It's March Madness once again – one of my favorite times of the year. I must admit I love basketball. It began when I was a young boy and my dad and older brothers dug a deep post hole by our back fence, planted a large post with a homemade backboard and a rim on it that my dad had one of his friends make, who worked in the machine shop for Kennecott Copper in our little mining town of Ruth, Nevada.
My brothers and I and our friends played basketball for years on that homemade basketball standard. It stood adjacent to the dirt alley that ran along the back of our home. In the summer we played in the dust. In the winter we played with our mittens and overshoes on and shoveled the snow from in front of the basket. In the spring we played in the mud – but we always played.
Over the years I have learned a lot about life from the sport of basketball. For example, this last week, I watched the Los Angeles Lakers get beat by two teams that have the worst records in the NBA – the Detroit Pistons, and the Washington Wizards. In both games the Lakers had leads of 20+ points but by the end had blown their lead and lost to inferior teams with less talent.
How did this happen? The answer is quite easy really. They grew complacent because of their big lead, quit doing the fundamentals which had enabled them to earn their big lead, quit playing hard defense, hustling after loose balls: crashing the boards and rebounding ferociously, and frankly just started playing soft and lazy basketball.
The lesson for me anyway, is really the eternal lesson found in the Scriptures that we must endure to the end to win the game – be awarded the gift of Eternal Life. It is not enough to just have a big lead in an NBA basketball game, but to ultimately win, a team has to play hard for the entire 48 minutes.
Just as a basketball team must constantly keep doing the fundamental things that have given them their big lead in the game, so we must constantly keep doing the fundamental things that have given so many of us the big lead that we have been given in life.
What is that lead I am writing about? Many of us have been blessed with membership in the Church of Jesus Christ. Many little babies have been born in the covenant, have been raised by righteous parents, have had years of church attendance, family prayer, family Scripture study, family home evening, seminary and Institute classes, and have even served missions. This has given them a big lead in life, but far too many blow their lead just as NBA teams blow theirs.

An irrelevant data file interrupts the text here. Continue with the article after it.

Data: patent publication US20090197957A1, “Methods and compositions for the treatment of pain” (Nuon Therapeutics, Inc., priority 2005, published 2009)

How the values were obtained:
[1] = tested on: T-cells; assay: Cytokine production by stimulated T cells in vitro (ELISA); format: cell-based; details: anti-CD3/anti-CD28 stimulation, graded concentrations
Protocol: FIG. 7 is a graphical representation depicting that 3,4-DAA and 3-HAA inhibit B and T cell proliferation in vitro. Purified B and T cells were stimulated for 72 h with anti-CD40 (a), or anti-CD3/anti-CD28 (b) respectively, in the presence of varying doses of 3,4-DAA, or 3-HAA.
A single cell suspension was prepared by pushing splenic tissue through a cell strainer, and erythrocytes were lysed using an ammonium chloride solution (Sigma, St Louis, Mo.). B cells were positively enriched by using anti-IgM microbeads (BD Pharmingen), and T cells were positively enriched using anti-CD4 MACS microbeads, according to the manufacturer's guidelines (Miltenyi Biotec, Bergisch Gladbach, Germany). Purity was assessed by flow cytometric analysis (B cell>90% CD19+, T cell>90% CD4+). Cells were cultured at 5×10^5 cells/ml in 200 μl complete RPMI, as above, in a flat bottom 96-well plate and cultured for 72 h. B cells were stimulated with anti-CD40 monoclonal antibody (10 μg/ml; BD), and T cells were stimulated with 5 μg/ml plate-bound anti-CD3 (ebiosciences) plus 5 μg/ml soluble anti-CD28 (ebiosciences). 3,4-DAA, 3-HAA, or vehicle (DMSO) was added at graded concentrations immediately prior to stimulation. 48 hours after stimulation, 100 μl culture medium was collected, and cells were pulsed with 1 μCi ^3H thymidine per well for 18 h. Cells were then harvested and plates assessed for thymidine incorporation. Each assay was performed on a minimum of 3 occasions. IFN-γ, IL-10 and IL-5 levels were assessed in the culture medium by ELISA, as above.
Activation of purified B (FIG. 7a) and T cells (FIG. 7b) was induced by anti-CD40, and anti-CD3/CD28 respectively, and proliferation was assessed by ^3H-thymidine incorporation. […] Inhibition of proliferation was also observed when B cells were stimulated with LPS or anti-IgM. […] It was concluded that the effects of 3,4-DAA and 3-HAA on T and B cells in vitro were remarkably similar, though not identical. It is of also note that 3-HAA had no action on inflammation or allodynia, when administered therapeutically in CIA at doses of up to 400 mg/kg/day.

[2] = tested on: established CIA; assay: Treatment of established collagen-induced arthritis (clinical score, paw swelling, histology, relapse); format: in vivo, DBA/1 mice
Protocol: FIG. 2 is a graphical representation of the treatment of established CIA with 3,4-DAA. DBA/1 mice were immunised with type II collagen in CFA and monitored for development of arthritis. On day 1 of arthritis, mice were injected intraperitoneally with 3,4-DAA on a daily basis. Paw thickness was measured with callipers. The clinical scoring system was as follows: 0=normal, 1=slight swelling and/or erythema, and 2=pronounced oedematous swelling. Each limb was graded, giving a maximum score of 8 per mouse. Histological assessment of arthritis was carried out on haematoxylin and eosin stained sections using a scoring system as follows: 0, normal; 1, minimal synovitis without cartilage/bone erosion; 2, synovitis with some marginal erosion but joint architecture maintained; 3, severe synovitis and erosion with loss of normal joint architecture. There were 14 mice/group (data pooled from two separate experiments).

How did they do it? They become complacent and become lazy and soft and quit doing the fundamentals that had brought to them their big lead – getting up early, searching the Scriptures, praying, striving to keep all the Commandments and seeking to serve others.
Some of you have read or heard me quote B. H. Roberts philosophy that he strictly adhered to in writing the Documentary and Comprehensive Histories of the Church. "The constant recurrence to fundamentals is essential to perpetuity." Nations, the Church, and individuals, who have become great and productive, will not endure long, and they will inevitably blow their lead unless they constantly adhere to, and practice those fundamentals that brought them success and are so essential to continued success.
When I think of this eternal truth I am reminded of two incidents in the Old Testament. Of course, there are many more sprinkled throughout all the Scriptures. I think of the contrast between Joseph, who was sold into Egypt and David, who was anointed King of Israel.
Joseph was given a big lead early in his life. Jacob, a great and good man, one who had great faith in Jehovah, had taught Joseph well. Joseph was a favored son, but as a young teenager was ripped from the love and security of being with his father. However, Joseph never blew his lead in Egypt. Rejecting the advances of Potiphar's wife, enduring years of imprisonment in an Egyptian dungeon, he endured to the end with faith in God, and must have been prayerful and strived to practice as best he could, the fundamentals he had been taught by his father. His reward was to secure to himself his birthright and to become the father of two sons, Ephraim and Manasseh, who would ultimately become a numerous and mighty people given the mission to bring salvation to all of God's children, both living and dead.
David, a young man with great promise, anointed by Samuel to be King of Israel, knowing he had been called of God to this high and holy calling, blew his lead, and subsequently his life ended in a tragic manner. When he began to lust after Bathsheba, he, anointed of the Lord to perform a great mission, blew his lead. I have often wondered when did David, quit reading his Scriptures, seeking the Lord through prayer, seeking to serve his people, and becoming soft and lazy in his lifestyle? He, who could have had everything, lost everything because of his lack of adhering to the fundamentals of life he knew to be true and had faithfully lived for years, from his youth upward.
I suppose the universal test that comes to all of us is to endure to the end and not blow our lead. And how do we do this?
"Wherefore, ye must press forward with a steadfastness in Christ, having a perfect brightness hope and a love of God and of all men. Wherefore if you shall press forward feasting upon the word of Christ and endure to the end, behold thus saith the Father, ye shall have eternal life. And now my beloved brethren this is the way, and there is none other way nor name given under heaven whereby man can be saved in the kingdom of God." [2 Nephi 31:20-21]
Dad, Grandpa, Jack